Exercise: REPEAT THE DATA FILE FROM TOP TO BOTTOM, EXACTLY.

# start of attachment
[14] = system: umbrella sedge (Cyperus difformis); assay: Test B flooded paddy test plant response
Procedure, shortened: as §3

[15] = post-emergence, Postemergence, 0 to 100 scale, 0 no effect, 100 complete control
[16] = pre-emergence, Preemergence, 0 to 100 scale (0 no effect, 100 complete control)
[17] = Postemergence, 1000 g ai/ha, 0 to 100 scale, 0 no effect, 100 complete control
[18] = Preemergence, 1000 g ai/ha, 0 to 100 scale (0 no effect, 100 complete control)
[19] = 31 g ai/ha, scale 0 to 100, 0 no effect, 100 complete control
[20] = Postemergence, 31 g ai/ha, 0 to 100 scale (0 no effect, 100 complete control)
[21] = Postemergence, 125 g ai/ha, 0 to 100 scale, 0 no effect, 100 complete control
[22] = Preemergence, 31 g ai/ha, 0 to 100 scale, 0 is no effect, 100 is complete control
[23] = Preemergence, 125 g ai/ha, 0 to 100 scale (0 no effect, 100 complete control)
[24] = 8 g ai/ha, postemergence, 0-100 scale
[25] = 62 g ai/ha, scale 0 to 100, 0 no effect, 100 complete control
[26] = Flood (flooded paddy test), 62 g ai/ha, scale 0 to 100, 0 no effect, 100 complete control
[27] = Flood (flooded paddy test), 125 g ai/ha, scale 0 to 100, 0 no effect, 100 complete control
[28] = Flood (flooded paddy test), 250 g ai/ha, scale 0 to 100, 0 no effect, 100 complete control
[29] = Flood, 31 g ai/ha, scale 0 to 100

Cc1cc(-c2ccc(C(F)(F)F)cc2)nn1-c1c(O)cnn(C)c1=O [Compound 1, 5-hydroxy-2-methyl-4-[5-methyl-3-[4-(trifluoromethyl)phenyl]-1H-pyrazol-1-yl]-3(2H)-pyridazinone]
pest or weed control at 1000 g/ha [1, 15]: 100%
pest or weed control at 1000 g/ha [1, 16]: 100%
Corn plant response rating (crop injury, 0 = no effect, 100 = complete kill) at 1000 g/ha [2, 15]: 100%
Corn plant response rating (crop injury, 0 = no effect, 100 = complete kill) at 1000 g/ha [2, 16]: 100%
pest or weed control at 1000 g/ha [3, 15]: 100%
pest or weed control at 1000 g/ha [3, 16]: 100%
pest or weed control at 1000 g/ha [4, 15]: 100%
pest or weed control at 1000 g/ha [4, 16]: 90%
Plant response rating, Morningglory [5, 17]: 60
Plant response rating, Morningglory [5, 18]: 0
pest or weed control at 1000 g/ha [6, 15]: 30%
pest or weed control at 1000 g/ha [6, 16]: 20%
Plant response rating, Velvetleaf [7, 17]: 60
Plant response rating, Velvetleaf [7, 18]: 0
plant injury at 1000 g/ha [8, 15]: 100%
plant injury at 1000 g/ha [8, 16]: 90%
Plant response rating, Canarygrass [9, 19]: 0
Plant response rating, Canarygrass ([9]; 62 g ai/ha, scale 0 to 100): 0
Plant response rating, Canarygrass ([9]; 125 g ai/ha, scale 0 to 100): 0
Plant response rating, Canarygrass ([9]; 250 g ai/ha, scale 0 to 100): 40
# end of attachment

[14] = system: umbrella sedge (Cyperus difformis); assay: Test B flooded paddy test plant response
Procedure, shortened: as §3

[15] = post-emergence, Postemergence, 0 to 100 scale, 0 no effect, 100 complete control
[16] = pre-emergence, Preemergence, 0 to 100 scale (0 no effect, 100 complete control)
[17] = Postemergence, 1000 g ai/ha, 0 to 100 scale, 0 no effect, 100 complete control
[18] = Preemergence, 1000 g ai/ha, 0 to 100 scale (0 no effect, 100 complete control)
[19] = 31 g ai/ha, scale 0 to 100, 0 no effect, 100 complete control
[20] = Postemergence, 31 g ai/ha, 0 to 100 scale (0 no effect, 100 complete control)
[21] = Postemergence, 125 g ai/ha, 0 to 100 scale, 0 no effect, 100 complete control
[22] = Preemergence, 31 g ai/ha, 0 to 100 scale, 0 is no effect, 100 is complete control
[23] = Preemergence, 125 g ai/ha, 0 to 100 scale (0 no effect, 100 complete control)
[24] = 8 g ai/ha, postemergence, 0-100 scale
[25] = 62 g ai/ha, scale 0 to 100, 0 no effect, 100 complete control
[26] = Flood (flooded paddy test), 62 g ai/ha, scale 0 to 100, 0 no effect, 100 complete control
[27] = Flood (flooded paddy test), 125 g ai/ha, scale 0 to 100, 0 no effect, 100 complete control
[28] = Flood (flooded paddy test), 250 g ai/ha, scale 0 to 100, 0 no effect, 100 complete control
[29] = Flood, 31 g ai/ha, scale 0 to 100

Cc1cc(-c2ccc(C(F)(F)F)cc2)nn1-c1c(O)cnn(C)c1=O [Compound 1, 5-hydroxy-2-methyl-4-[5-methyl-3-[4-(trifluoromethyl)phenyl]-1H-pyrazol-1-yl]-3(2H)-pyridazinone]
pest or weed control at 1000 g/ha [1, 15]: 100%
pest or weed control at 1000 g/ha [1, 16]: 100%
Corn plant response rating (crop injury, 0 = no effect, 100 = complete kill) at 1000 g/ha [2, 15]: 100%
Corn plant response rating (crop injury, 0 = no effect, 100 = complete kill) at 1000 g/ha [2, 16]: 100%
pest or weed control at 1000 g/ha [3, 15]: 100%
pest or weed control at 1000 g/ha [3, 16]: 100%
pest or weed control at 1000 g/ha [4, 15]: 100%
pest or weed control at 1000 g/ha [4, 16]: 90%
Plant response rating, Morningglory [5, 17]: 60
Plant response rating, Morningglory [5, 18]: 0
pest or weed control at 1000 g/ha [6, 15]: 30%
pest or weed control at 1000 g/ha [6, 16]: 20%
Plant response rating, Velvetleaf [7, 17]: 60
Plant response rating, Velvetleaf [7, 18]: 0
plant injury at 1000 g/ha [8, 15]: 100%
plant injury at 1000 g/ha [8, 16]: 90%
Plant response rating, Canarygrass [9, 19]: 0
Plant response rating, Canarygrass ([9]; 62 g ai/ha, scale 0 to 100): 0
Plant response rating, Canarygrass ([9]; 125 g ai/ha, scale 0 to 100): 0
Plant response rating, Canarygrass ([9]; 250 g ai/ha, scale 0 to 100): 40